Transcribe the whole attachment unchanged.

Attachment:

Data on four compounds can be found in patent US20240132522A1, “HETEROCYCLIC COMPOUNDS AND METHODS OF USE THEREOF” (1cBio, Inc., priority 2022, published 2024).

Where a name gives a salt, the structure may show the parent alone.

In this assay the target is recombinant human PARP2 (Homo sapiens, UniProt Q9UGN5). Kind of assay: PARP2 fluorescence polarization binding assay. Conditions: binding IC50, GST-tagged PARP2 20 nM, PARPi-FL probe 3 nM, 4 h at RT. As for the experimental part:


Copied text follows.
Data on four compounds can be found in patent US20240132522A1, “HETEROCYCLIC COMPOUNDS AND METHODS OF USE THEREOF” (1cBio, Inc., priority 2022, published 2024).

Where a name gives a salt, the structure may show the parent alone.

In this assay the target is recombinant human PARP2 (Homo sapiens, UniProt Q9UGN5). Kind of assay: PARP2 fluorescence polarization binding assay. Conditions: binding IC50, GST-tagged PARP2 20 nM, PARPi-FL probe 3 nM, 4 h at RT. As for the experimental part: